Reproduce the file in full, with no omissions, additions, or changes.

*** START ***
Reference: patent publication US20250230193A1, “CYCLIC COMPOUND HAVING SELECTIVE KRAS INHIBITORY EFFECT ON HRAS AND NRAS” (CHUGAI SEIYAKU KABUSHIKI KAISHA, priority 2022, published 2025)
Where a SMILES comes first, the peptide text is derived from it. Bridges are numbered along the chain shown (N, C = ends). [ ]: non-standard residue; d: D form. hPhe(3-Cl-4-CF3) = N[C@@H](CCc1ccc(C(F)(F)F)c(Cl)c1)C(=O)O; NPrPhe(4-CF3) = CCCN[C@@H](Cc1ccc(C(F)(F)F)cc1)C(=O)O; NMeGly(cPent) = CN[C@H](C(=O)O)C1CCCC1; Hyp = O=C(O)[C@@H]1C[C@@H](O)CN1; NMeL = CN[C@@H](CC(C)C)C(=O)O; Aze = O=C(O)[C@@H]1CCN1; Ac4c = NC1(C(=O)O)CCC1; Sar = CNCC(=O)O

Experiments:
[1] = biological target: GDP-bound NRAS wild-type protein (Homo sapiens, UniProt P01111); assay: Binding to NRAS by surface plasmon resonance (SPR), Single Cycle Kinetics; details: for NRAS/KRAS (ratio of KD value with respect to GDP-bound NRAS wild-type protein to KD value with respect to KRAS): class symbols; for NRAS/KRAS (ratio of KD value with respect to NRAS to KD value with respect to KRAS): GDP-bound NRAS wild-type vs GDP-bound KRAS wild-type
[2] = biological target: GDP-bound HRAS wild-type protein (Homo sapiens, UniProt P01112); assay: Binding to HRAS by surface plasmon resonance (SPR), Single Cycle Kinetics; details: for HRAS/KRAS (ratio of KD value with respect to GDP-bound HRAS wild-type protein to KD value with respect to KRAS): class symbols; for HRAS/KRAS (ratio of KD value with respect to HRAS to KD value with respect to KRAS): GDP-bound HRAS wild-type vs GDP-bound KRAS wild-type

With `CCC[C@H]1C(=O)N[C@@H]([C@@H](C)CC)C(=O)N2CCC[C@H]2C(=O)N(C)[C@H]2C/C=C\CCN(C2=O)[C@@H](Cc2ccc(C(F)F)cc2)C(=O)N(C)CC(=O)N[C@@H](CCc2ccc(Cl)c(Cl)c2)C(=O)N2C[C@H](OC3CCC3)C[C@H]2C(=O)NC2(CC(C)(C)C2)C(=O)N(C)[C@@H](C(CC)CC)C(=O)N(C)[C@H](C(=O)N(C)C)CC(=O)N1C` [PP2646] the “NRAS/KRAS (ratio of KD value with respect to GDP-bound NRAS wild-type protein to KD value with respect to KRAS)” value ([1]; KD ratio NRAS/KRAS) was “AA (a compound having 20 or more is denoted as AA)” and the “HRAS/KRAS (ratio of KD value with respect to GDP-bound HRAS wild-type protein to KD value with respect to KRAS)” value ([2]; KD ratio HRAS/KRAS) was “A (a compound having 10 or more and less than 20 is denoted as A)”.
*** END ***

Reference: patent publication US20250230193A1, “CYCLIC COMPOUND HAVING SELECTIVE KRAS INHIBITORY EFFECT ON HRAS AND NRAS” (CHUGAI SEIYAKU KABUSHIKI KAISHA, priority 2022, published 2025)
Where a SMILES comes first, the peptide text is derived from it. Bridges are numbered along the chain shown (N, C = ends). [ ]: non-standard residue; d: D form. hPhe(3-Cl-4-CF3) = N[C@@H](CCc1ccc(C(F)(F)F)c(Cl)c1)C(=O)O; NPrPhe(4-CF3) = CCCN[C@@H](Cc1ccc(C(F)(F)F)cc1)C(=O)O; NMeGly(cPent) = CN[C@H](C(=O)O)C1CCCC1; Hyp = O=C(O)[C@@H]1C[C@@H](O)CN1; NMeL = CN[C@@H](CC(C)C)C(=O)O; Aze = O=C(O)[C@@H]1CCN1; Ac4c = NC1(C(=O)O)CCC1; Sar = CNCC(=O)O

Experiments:
[1] = biological target: GDP-bound NRAS wild-type protein (Homo sapiens, UniProt P01111); assay: Binding to NRAS by surface plasmon resonance (SPR), Single Cycle Kinetics; details: for NRAS/KRAS (ratio of KD value with respect to GDP-bound NRAS wild-type protein to KD value with respect to KRAS): class symbols; for NRAS/KRAS (ratio of KD value with respect to NRAS to KD value with respect to KRAS): GDP-bound NRAS wild-type vs GDP-bound KRAS wild-type
[2] = biological target: GDP-bound HRAS wild-type protein (Homo sapiens, UniProt P01112); assay: Binding to HRAS by surface plasmon resonance (SPR), Single Cycle Kinetics; details: for HRAS/KRAS (ratio of KD value with respect to GDP-bound HRAS wild-type protein to KD value with respect to KRAS): class symbols; for HRAS/KRAS (ratio of KD value with respect to HRAS to KD value with respect to KRAS): GDP-bound HRAS wild-type vs GDP-bound KRAS wild-type

With `CCC[C@H]1C(=O)N[C@@H]([C@@H](C)CC)C(=O)N2CCC[C@H]2C(=O)N(C)[C@H]2C/C=C\CCN(C2=O)[C@@H](Cc2ccc(C(F)F)cc2)C(=O)N(C)CC(=O)N[C@@H](CCc2ccc(Cl)c(Cl)c2)C(=O)N2C[C@H](OC3CCC3)C[C@H]2C(=O)NC2(CC(C)(C)C2)C(=O)N(C)[C@@H](C(CC)CC)C(=O)N(C)[C@H](C(=O)N(C)C)CC(=O)N1C` [PP2646] the “NRAS/KRAS (ratio of KD value with respect to GDP-bound NRAS wild-type protein to KD value with respect to KRAS)” value ([1]; KD ratio NRAS/KRAS) was “AA (a compound having 20 or more is denoted as AA)” and the “HRAS/KRAS (ratio of KD value with respect to GDP-bound HRAS wild-type protein to KD value with respect to KRAS)” value ([2]; KD ratio HRAS/KRAS) was “A (a compound having 10 or more and less than 20 is denoted as A)”.